Which animal can stay under water longer?

Crocodiles: Dive longer with cardiac arrest

The largest and most dangerous reptiles for humans are the saltwater or saltwater crocodiles. They grow to be over six meters tall and weigh up to a ton. They not only feel good in salt water, but also in lakes, swamps, rivers and brackish water.

While young animals feed on fish and reptiles, adult animals also like to hunt larger mammals on the shore. These animals come there to drink. The crocodiles shoot out of the water at lightning speed, grab their prey and kill it by turning on their own axis with full force.

Saltwater crocodiles are best known from Australia, Indonesia and Papua New Guinea. But their actual habitat is much larger: it stretches from the Indian east coast and Sri Lanka to Micronesia, in the middle of the Pacific.

The animals can swim extremely far. Their metabolism helps them in this: on the one hand, the crocodiles are particularly good at building up body fat reserves, on the other hand they are also very economical.

The pulse also drops in apnea divers

Diving reflex triggers a low pulse

Saltwater crocodiles make use of the diving reflex, a protective mechanism shown by all living things that breathe through their lungs. The resting nerve (parasympaticus) triggers this reflex. This nerve receives its stimuli from receptors in the nose, upper lip, jaw and tongue.

Even when a person descends, breathing comes to a standstill at first. This prevents water from entering the lungs. At the same time, the pulse rate decreases. In normally trained people, the heartbeat drops by a few beats per minute, for example from 80 to 75 or 70.

In popular sports, freedivers can hold their breath for two to three minutes. Record apnea divers manage to reduce their heart rate to just 24 beats per minute through years of training and skillful yoga and meditation techniques. Such top athletes can hold their breath for more than ten minutes.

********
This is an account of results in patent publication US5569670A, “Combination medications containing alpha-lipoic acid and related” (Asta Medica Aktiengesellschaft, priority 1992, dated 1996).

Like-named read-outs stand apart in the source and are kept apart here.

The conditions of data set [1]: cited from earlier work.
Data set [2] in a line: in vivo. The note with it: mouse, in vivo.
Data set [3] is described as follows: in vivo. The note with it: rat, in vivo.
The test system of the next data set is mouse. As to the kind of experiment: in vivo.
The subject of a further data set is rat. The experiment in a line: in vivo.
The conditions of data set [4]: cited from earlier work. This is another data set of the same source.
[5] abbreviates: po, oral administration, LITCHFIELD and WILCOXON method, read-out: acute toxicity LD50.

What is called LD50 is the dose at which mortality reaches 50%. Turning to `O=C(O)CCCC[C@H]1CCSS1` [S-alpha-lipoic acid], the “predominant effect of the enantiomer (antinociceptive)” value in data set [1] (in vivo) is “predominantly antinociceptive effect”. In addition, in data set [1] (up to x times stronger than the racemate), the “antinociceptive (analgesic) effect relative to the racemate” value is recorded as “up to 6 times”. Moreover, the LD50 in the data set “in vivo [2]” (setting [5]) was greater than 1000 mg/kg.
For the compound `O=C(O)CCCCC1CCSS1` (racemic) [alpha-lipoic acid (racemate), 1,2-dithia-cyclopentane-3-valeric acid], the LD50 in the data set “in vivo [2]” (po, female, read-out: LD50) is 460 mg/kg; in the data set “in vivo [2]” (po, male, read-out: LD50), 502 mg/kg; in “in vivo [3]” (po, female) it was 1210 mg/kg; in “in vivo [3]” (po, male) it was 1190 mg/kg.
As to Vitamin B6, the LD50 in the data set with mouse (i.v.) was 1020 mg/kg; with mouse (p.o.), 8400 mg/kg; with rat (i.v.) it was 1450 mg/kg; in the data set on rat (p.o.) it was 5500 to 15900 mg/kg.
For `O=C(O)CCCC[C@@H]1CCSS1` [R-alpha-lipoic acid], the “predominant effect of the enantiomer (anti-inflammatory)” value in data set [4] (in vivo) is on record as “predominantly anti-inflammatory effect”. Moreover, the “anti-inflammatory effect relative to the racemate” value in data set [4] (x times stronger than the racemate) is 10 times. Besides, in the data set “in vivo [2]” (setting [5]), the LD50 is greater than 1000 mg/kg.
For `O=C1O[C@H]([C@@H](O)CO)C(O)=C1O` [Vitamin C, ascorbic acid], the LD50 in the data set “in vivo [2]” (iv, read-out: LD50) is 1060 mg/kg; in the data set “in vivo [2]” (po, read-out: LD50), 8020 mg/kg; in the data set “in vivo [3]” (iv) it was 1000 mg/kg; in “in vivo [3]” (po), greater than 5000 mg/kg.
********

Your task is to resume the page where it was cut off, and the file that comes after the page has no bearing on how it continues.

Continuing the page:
Different stimuli intensify the diving reflex: The holding of the air itself, the cold water, the rising ambient pressure and the changed oxygen and carbon dioxide levels in the blood act on the many nerve receptors. Taken together, the brain is then signaled: do not breathe - reduce circulatory activity!

A crocodile can stay underwater for up to an hour

Crocodile as a high-performance diver

Apnea divers can only dream of the pulse values ​​of a saltwater crocodile: the reptile's heart almost stands still. It only beats every forty seconds when the animal is completely relaxed underwater. A saltwater crocodile can easily dive for an hour.

And if the heart is barely beating and the crocodile is barely breathing, it is hardly burning any energy. Because an estuarine crocodile can eat all kinds of fat reserves when the times are good, which it then deposits in its heavy tail, it can get by without food for many months on its long journeys through the ocean. A saltwater crocodile can survive without food for up to a year.

If it ventured too far inland during the rainy season, and the river or lake then seeped away and dried up, the animal can sometimes survive for a few months with its degraded metabolism until rain falls again. To do this, it digs itself in the mud of the last remaining water holes or retreats into cool caves. This is how crocodiles can get really old: Seventy years is not uncommon.